Curve fitting using an asymmetrical sigmoid function

This is probably going to sound trivial, as I am new to Mathematica and still busy reading the Getting Started materials.

I have a series of observations:

[(duration, speed sustained for duration), ...]

Due to the nature of the context in which these observations are made, I am confident these observations can be well fitted to a curve of this kind: It looks like a logistic function or some kind of sigmoid curve.

But, it's not symmetrical. The first plateau could potentially be longer or shorter. The middle "descent" could more or less sharp and extend over a wider or narrower range of durations. Finally, the low plateau to the right could also be shorter or longer.

How can I use Mathematica to find the sigmoid curve that best fit my data?

My first attempts were in Mathematical Online, but it gives me quite a few errors when I try to use FindFit, NonlinearModelFit, etc.

Sometimes, I'll have very few points, sometimes I'll have more points to work with. Here is an example with only 4 points: (58.41, 325), (174.17, 311), (377.06, 294), (691.51, 281)

Any hints appreciated... • Are you asking for a formula which may fit well? That isn't really on topic here, as it's unrelated to Mathematica. But if you can come up with an S-shape function $f(x)$, you can always translate and scale it to make it not symmetric around the origin: $f_0 + \alpha f( (x - x_0) \beta )$. There are many different S-shape functions, such as $1/(1+e^x)$, $\arctan x$, etc. – Szabolcs Nov 6 '16 at 20:00
• It is more likely that you will get a useful answer if you show sample data to fit. – Szabolcs Nov 6 '16 at 20:01
• To sound like a broken record to some here: While I understand that's the data you have, you have no business fitting a curve with just 4 points ESPECIALLY when you don't even know the form of the curve. – JimB Nov 6 '16 at 21:24
• @JimBaldwin Sorry for forcing you into the role of a broken record. I have much to learn. I agree it would be insane to anticipate a complex form or any particular form with only 4 points. But, I derive the anticipated form (some kind of asymmetrical sigmoid curve) from a great number of other experiments that include many more points and some "perfect cases" such as the one given in the picture. In other words, the 4-point example is only an instance of the general case, if more observations had been taken, the overall shape would have been the same. – L_R_T Nov 6 '16 at 21:33
• It appears to be an asymmetrical sygmoidal function which follows: f(x)= d+ (a-d)/(1+(x/c)^b). A is the minimal assymptote B is Hill's slope C is the inflection point D is the maximum asymptote – swjk Aug 19 '17 at 3:20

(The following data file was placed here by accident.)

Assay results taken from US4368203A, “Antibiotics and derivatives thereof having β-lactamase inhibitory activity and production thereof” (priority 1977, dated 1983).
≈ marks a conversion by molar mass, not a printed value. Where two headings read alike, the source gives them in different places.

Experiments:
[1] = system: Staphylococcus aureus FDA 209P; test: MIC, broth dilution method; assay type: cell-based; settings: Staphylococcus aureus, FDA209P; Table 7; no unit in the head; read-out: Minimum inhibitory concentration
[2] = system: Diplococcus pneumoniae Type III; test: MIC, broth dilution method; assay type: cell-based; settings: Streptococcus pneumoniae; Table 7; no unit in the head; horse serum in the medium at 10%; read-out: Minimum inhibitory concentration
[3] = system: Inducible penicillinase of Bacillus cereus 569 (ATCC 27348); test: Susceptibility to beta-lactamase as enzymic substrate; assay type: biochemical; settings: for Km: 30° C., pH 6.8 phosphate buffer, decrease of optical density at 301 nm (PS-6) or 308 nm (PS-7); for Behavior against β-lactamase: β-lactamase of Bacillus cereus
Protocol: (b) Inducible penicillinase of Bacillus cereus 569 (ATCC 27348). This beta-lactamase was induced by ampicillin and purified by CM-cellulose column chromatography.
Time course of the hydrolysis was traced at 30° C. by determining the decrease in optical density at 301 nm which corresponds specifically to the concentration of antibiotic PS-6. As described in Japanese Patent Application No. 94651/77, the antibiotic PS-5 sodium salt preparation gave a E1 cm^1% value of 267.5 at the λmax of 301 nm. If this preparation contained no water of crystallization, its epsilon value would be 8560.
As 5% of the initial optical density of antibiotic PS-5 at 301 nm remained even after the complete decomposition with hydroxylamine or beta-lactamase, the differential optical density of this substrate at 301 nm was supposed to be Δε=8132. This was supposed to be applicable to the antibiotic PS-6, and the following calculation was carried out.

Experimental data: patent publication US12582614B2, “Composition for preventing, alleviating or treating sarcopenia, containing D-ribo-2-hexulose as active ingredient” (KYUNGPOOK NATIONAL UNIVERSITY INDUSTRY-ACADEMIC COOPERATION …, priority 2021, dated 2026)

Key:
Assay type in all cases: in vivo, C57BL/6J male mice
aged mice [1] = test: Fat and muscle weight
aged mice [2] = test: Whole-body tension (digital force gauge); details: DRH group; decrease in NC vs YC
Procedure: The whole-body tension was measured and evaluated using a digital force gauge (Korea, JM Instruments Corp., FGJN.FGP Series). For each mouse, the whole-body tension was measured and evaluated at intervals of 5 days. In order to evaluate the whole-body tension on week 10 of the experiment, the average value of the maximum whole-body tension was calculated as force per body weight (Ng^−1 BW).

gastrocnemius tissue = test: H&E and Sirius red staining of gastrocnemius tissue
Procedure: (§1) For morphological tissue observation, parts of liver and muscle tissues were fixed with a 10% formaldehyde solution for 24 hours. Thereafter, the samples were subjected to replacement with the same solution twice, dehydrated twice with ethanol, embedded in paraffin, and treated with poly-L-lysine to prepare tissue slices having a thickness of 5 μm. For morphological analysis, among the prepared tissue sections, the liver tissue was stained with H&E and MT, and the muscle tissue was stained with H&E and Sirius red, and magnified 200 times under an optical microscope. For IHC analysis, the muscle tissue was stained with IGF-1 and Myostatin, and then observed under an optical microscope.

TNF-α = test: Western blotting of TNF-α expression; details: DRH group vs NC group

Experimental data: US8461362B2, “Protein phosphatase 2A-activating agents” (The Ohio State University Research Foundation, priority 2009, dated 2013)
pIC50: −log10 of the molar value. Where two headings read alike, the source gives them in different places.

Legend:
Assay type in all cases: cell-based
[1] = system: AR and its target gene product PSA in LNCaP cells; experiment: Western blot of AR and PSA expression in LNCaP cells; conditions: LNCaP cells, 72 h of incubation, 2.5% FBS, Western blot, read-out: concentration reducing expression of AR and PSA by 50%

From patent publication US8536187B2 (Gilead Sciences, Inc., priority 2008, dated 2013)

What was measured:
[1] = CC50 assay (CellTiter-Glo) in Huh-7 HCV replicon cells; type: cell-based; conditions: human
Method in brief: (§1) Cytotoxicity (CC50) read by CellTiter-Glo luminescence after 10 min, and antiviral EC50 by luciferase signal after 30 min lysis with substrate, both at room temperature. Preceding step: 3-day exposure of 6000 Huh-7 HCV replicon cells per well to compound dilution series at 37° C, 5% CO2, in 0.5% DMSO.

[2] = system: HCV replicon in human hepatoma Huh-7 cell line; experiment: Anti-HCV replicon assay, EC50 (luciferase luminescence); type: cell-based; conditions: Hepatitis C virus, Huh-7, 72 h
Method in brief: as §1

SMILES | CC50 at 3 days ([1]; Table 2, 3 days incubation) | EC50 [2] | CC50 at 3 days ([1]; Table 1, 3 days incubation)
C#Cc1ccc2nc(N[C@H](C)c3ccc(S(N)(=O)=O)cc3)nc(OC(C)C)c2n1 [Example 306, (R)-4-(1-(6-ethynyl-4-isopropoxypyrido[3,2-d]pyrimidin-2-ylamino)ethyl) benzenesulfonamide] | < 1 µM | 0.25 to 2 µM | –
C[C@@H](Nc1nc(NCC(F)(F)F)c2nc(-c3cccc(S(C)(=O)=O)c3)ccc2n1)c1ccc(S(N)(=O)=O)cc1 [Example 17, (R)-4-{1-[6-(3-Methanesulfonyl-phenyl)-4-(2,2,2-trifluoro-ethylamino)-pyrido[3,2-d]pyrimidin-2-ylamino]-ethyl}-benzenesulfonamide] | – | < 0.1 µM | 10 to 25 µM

To follow up on @Szabolcs comment you might consider a scaled logistic function:

$$lower+(upper-lower)/(1+\exp(a+b x))$$

But with 5 parameters (lower, upper, a, b, and error variance) to estimate you'll need at least 5 data points. Here's an example with 6 data points.

data = {{Log10, 7.5}, {Log10, 6.9}, {Log10, 4.95}, {Log10, 2.6},
{Log10, 0.95}};
nlm = NonlinearModelFit[data,
lower + (upper - lower)/(1 + Exp[a + b x]),
{{lower, 0.8}, {upper, 7.8}, a, b}, x];
nlm["BestFitParameters"]
(* {lower -> 0.9118092650911604, upper -> 7.2768093930069275,
a -> -13.762511622296703, b -> 4.911994387570109} *)

with the following fit:

mpb = nlm["MeanPredictionBands"];
Show[ListPlot[data, PlotRange -> {{-0.1, 4.1}, {-4, 12}}],
Plot[{nlm[x], mpb}, {x, 0, 4}]] The wide 95% confidence bands are wide for a reason: not much data. Always produce and listen to the confidence bands. (And even this is optimistic in that this assumes one really knows the form of the underlying function and the variance structure.)

• Thanks, Jim. I have since adopted as a principle that at least 6 data points are required. "And even this is optimistic in that this assumes one really knows the form of the underlying function" -- this point is well understood and accepted. – L_R_T Jan 8 '17 at 21:03

In there are few points available, the best thing is to pre-determine what to be expecting. Linear relationship or any specific quadratic polynomial. Maybe a sinsoidal or any other trigonometric function. There is no guest work that will do you any good here. If you do not have guest work surrounding your specific problem.

My answer her has nothing to do with Mathematica, but it is a good start to get you going to where to get started using Mathematic to help you.

• Jose, your suggestions may be more appropriate for a comment than for a full answer. – MarcoB Nov 6 '16 at 22:08
• Trust me .. I had previously put a lot of thinking on exactly on your addressing. But , there are times where this answer is all that really make truly sense to contribute. – Jose Enrique Calderon Nov 6 '16 at 22:11
• Let's say during an experiment, you can make 4 or 1000 observations. Each observation has a cost. If you make 1000 observations, you obtain a plot that is well approximated by a sigmoid-like curve. I added a second image to the original question. It contains 4 key points on the curve. Can Mathematica help me figure out what the curve would look like if I had taken 1000 observations? My guess is that it should be able to if I come with a good pair of expr, pars for: FindFit[{{58.41, 325}, {174.17, 311}, {377.06, 294}, {691.51, 281}}, expr, pars, x] – L_R_T Nov 6 '16 at 23:49